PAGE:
Shafqat Hussain dressed in white for hanging before last-minute stay

Human rights group Reprieve says an inquiry would be conducted into Hussain's age at the time of conviction

Reuters/reuters March 19, 2015
Human rights group Reprieve says an inquiry would be conducted into Hussain's age at the time of conviction. PHOTO: JPP.ORG.PK

ISLAMABAD: Shafqat Hussain, charged as a child with murder, was dressed in a white uniform, ready for hanging, and told to write his will before the execution was postponed, his family said on Thursday.

Hussain's lawyers say he was just 14 in 2004 when he was burnt with cigarettes and had fingernails removed until he confessed to the killing of a child, a case that has angered rights groups and prompted mercy appeals from his family.

Hussain's hanging was postponed indefinitely, his brother, Gul Zaman, told Reuters.

Read: Shafqat Hussain's execution halted for 30 days

"We were awake all night and praying to God," Hussain's mother, Makhani Begum, told Reuters on Thursday. "There was no hope that we would ever see him alive again, but thanks to Allah, who saved my little child from this brutal punishment."

The human rights group Reprieve said an inquiry would be conducted into Hussain's age at the time of conviction and the torture he suffered before "confessing" to the crime, according to media reports.

Zaman said he was with his brother when he was prepared for execution.

Read: Pakistan's moral catastrophe -- don't execute Shafqat

"They dressed him up in white uniform for the execution," he said. "Then they asked him to write his last will. He wrote: 'I am innocent. They want to hang me for a crime I have not committed, to save others who have been freed'."

Pakistan on Wednesday hanged nine people, taking to 21 the number of executions in two days, for a tally of 48 since an unofficial moratorium on capital punishment was lifted in December. Twelve were executed on Tuesday.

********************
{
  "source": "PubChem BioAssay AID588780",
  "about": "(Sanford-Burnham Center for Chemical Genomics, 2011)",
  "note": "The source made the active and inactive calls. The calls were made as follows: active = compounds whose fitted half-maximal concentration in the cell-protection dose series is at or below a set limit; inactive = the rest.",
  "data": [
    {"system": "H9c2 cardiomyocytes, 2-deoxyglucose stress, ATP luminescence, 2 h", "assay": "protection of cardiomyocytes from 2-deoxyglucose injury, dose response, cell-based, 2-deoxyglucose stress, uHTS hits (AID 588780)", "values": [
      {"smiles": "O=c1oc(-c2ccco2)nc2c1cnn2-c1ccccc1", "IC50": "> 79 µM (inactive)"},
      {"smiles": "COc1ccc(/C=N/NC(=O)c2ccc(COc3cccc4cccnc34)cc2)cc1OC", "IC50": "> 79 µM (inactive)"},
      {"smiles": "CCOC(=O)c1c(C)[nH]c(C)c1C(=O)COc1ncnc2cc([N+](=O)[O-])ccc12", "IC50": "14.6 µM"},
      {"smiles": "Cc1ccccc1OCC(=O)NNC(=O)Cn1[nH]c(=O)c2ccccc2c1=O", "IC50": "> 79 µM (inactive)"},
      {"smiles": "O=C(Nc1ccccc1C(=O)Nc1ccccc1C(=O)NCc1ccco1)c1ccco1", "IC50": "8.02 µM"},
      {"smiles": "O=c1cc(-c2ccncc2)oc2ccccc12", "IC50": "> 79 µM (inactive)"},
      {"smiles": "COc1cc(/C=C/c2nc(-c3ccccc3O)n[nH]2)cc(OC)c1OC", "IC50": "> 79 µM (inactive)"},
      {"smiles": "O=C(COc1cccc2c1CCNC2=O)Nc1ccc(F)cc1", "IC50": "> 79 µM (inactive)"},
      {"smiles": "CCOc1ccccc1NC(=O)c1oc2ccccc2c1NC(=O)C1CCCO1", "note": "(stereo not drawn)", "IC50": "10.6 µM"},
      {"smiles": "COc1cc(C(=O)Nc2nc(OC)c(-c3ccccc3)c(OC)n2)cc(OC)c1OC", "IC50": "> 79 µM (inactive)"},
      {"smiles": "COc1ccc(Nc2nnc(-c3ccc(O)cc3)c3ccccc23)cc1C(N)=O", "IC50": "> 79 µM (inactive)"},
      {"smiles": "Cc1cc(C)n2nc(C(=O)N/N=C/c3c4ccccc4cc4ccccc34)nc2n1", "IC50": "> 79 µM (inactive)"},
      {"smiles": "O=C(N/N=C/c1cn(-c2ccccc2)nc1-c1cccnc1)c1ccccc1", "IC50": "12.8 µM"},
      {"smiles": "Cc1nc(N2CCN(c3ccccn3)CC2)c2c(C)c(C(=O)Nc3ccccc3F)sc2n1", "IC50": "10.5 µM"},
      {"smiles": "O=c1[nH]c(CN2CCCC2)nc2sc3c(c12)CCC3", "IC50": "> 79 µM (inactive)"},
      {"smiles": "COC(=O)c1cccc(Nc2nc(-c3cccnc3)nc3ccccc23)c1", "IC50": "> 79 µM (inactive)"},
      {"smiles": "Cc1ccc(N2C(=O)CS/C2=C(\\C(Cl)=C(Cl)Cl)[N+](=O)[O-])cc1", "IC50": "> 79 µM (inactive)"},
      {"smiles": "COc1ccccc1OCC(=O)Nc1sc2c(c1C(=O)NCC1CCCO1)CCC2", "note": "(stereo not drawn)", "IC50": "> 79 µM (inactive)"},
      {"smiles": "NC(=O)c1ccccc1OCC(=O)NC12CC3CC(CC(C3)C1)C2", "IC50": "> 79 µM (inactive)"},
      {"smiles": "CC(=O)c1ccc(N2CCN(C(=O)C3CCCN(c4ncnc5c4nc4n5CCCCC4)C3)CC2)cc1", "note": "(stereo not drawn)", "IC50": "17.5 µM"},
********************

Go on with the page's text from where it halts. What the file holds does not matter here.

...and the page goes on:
The death sentence cannot be used against a defendant under 18 at the time of the crime. Testimony obtained by torture is also inadmissible.

Prime Minister Nawaz Sharif lifted the moratorium on December 17, a day after Pakistani Taliban gunmen attacked a school and killed 134 pupils and 19 adults.


Arshad Farooqui | 6 years ago | Reply Shafqat Hussain wrote his will that he was innocent, he was tortured to confess the crime which did not commit, hanging is unfair. Pakistani police is well famous of torture and prisnor will confess the crime to save himself for further torture. We daily on tely that Police start beating the suspects in front of public and cameras. This type of punishment should be stopped and train Pakistani police to behave humanly in public places. Although police are also crupt in our country but no no Govt tried to reform British Raj police.
Shamshair Balauch | 6 years ago | Reply Shafqat was employed as a security gaurd of the same building, in which a kid of seven years, lived, whom he abducted and killed. How can a 14 year boy be recruited as a security gaurd??? One who takes life of other human being has no right to live.
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